Alle (Bernardi) packed up her Mazda hatchback and moved to Tofino in the summer of 2016 after deciding she needed to be closer to the surf after a solo trip in South America. At the age of 5, she received her first keyboard and soon after was enrolled in classical music studies with the Royal Conservatory of Music, but didn’t go on to release any studio recordings until December 2019. She also regularly plays local gigs and tours across B.C.

Alle Bernardi (@alleboballe)

How does Tofino inspire your process and lyrics?

Connecting to the peace and quiet of nature has helped me evolve greatly as an artist. I write about my experiences and reflections from days in the ocean, surfing, exploring; creating space for my imagination. Usually, the only reason I pull myself away from the water is if it’s completely onshore or I have a melody or lyric idea and have to write it down before it disappears forever!

Alle Bernardi (@alleboballe)

Do you see a correlation between longboarding and focusing on music?

If surfing has taught me anything in the ten years I have had the privilege of enjoying it, it is patience. It takes time to develop a craft, which has translated into my choices and how I view wins and losses. Surfing has cultivated balance in my life and helped guide my career in a more healthy and positive direction. 

What’s the female longboarding and creative community like here?

It’s so challenging for me to imagine spending my days anywhere else because of the unique, wonderful community in Tofino. It isn’t easy to live on the peninsula year-round, so you have to get creative. Being surrounded by so many innovative business owners has inspired me to continue on this journey. I really look up to their ingenuity, adaptability, and support. 

Alle Bernardi (@alleboballe)

The Brand Creator: Lydia Ricard 

Lydia Ricard moved to Tofino almost 9 years ago by accident. Whistler had been her intended destination—moving from Montreal to learn English—but en route, she heard about surfing in Tofino, detoured…and never left! Since then she has coached longboarders, hosted talks, and founded the brand, Goofy Club Tofino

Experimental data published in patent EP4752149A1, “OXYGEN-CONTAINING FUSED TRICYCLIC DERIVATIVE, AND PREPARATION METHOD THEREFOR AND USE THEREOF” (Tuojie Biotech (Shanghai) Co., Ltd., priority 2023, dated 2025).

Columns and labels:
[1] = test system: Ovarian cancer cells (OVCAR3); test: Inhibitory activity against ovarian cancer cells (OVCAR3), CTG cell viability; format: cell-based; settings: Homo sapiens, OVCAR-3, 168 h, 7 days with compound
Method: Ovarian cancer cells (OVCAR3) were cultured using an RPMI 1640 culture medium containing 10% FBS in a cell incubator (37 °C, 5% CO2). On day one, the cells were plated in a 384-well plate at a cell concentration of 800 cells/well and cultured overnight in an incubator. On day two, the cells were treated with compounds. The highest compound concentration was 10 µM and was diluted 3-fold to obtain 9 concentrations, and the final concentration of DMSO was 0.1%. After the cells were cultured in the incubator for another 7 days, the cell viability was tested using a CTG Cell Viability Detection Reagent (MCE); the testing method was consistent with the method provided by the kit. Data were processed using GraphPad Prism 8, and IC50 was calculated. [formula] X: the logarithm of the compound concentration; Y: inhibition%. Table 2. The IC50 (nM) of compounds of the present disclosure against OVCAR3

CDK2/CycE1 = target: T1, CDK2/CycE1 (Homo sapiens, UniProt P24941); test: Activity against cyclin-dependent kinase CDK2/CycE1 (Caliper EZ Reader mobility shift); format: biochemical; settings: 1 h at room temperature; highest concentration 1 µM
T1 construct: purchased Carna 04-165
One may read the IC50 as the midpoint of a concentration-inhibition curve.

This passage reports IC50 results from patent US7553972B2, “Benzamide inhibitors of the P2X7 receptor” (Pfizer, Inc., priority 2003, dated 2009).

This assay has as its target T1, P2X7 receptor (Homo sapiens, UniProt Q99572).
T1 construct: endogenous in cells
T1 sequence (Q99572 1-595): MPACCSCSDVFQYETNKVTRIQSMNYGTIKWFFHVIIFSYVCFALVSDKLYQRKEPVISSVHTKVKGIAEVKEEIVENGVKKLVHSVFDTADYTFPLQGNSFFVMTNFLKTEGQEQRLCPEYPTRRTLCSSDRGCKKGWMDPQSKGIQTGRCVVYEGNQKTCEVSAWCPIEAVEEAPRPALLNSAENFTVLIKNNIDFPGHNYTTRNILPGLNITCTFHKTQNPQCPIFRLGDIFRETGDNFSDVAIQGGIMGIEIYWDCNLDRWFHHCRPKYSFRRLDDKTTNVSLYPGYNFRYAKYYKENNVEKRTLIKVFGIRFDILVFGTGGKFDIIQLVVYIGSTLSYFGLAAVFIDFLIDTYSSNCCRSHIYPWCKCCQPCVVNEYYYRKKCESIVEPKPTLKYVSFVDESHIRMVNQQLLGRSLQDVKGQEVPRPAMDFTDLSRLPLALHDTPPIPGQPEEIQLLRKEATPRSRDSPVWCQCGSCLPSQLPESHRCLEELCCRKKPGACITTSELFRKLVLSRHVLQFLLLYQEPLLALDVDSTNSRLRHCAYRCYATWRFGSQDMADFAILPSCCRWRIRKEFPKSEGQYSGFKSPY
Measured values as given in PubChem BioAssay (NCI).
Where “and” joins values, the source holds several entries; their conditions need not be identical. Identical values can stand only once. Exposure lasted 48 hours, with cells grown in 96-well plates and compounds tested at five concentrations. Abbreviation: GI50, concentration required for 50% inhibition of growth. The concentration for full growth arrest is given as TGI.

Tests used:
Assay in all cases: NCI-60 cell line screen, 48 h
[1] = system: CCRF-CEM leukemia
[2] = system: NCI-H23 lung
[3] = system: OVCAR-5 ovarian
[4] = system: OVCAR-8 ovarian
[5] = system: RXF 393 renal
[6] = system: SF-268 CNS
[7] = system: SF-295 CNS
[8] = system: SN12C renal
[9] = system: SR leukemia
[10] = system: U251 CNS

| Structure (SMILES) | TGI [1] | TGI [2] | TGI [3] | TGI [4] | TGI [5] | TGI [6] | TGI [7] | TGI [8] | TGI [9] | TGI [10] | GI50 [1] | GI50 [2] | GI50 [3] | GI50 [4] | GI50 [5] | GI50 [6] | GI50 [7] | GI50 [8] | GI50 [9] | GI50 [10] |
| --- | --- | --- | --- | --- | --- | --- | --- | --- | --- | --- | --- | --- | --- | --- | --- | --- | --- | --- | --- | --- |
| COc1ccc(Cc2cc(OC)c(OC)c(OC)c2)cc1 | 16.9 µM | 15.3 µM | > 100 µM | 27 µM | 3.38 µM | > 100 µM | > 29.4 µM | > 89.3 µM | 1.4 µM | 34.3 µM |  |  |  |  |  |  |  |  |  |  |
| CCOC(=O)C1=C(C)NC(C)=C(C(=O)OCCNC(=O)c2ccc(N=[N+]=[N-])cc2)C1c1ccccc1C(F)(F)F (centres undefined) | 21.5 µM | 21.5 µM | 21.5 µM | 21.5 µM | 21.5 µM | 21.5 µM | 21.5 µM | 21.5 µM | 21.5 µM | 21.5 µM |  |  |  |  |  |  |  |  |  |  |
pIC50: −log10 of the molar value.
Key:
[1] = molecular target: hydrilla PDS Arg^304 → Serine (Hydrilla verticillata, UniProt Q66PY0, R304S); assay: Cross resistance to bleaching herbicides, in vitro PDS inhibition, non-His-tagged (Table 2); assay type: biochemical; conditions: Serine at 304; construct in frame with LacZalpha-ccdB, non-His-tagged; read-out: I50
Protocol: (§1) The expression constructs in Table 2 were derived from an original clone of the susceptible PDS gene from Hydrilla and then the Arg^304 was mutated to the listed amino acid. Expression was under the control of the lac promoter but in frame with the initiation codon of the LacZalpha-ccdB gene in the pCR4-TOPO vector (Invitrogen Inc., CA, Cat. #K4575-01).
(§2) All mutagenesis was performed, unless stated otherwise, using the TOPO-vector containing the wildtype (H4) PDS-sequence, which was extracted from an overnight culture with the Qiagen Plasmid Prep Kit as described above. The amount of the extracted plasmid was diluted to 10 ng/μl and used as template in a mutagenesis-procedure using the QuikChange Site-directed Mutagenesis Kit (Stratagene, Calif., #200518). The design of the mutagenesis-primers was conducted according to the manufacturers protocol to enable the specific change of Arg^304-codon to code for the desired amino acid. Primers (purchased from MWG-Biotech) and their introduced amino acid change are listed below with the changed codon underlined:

Lydia Ricard (@lydiaric), Photo by Marcus Paladino (@marcuspaladino)

How does Tofino inspire you creatively? 

The biggest thing is that you are surrounded by people that chose to make a life out of this special place. They decided they didn’t fit in the box, so they created their own. Being a tourist town, jobs are pretty limited to that industry, and during the off-season, it gets pretty quiet. That’s why a lot of people create—not only because they want to, but because they have to make a living here. Luckily, living at the end of the road means there’s room to create new products or services people wish they had themselves. For me, it’s a perfect mixing pot to test my limits and see what I’ll do to stay. Of course, being surrounded by nature and the ocean is inspiring, but for me, it’s the desire to make a living out of this place that pushes me creatively.


How and when did Goofy Club Tofino start? 

About 6-7 years ago, I was surfing with friends who all happened to be goofy footers; I called us the “Goofy Club”. The idea to bring us together through a brand was still present a few years later. With the help of Laurie Boudreault, and the talented Montreal artist Claudie Lamarre, the first shirt was born! I wanted something that was about having fun and represented the Tofino surf scene. I always loved to draw and design, but it took the back burner for a long time. I took the leap because I wanted more creativity in my life. I am still so excited to see people’s reactions; so many smiles!